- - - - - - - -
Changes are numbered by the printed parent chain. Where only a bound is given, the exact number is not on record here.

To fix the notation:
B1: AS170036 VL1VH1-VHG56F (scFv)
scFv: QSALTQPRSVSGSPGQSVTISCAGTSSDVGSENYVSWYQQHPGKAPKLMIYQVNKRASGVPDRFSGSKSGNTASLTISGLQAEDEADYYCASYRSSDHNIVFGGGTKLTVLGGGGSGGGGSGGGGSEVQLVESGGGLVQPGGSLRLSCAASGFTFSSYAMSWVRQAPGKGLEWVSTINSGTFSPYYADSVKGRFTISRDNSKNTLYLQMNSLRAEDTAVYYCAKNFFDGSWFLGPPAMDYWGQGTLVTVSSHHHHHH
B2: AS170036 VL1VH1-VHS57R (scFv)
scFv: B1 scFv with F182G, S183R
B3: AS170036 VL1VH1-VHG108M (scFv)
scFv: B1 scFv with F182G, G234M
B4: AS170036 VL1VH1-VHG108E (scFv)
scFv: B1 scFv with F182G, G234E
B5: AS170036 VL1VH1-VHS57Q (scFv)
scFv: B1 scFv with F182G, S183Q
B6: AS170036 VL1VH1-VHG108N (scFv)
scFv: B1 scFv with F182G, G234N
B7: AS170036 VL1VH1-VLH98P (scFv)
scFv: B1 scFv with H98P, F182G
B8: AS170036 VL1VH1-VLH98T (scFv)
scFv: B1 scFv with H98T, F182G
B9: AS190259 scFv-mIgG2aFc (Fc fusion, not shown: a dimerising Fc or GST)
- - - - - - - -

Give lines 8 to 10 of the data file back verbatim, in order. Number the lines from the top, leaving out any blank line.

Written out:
scFv: B1 scFv with F182G, G234M
B4: AS170036 VL1VH1-VHG108E (scFv)
scFv: B1 scFv with F182G, G234E